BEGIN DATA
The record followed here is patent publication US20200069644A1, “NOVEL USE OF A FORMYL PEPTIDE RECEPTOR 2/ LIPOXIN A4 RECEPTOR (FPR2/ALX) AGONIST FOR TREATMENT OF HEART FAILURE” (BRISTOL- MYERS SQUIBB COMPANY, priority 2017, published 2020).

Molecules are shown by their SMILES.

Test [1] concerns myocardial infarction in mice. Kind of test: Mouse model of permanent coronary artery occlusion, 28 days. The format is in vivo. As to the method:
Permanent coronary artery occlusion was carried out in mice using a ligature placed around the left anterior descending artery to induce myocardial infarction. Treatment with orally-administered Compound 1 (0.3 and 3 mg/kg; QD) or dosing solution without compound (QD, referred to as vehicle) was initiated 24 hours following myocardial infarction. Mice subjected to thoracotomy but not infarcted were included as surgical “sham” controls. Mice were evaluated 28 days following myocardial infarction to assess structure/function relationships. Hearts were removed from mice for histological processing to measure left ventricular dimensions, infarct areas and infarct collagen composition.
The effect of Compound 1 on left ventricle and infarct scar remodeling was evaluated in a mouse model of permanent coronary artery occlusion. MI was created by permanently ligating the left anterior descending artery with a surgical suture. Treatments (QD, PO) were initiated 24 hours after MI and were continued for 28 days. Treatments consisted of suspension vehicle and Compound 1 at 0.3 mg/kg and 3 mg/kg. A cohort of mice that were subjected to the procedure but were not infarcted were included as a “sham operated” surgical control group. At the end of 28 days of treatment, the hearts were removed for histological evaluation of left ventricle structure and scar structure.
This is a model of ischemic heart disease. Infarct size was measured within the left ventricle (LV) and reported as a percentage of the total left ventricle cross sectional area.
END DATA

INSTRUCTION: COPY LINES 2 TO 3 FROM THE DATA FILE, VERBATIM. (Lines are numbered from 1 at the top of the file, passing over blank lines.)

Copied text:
Molecules are shown by their SMILES.

Test [1] concerns myocardial infarction in mice. Kind of test: Mouse model of permanent coronary artery occlusion, 28 days. The format is in vivo. As to the method: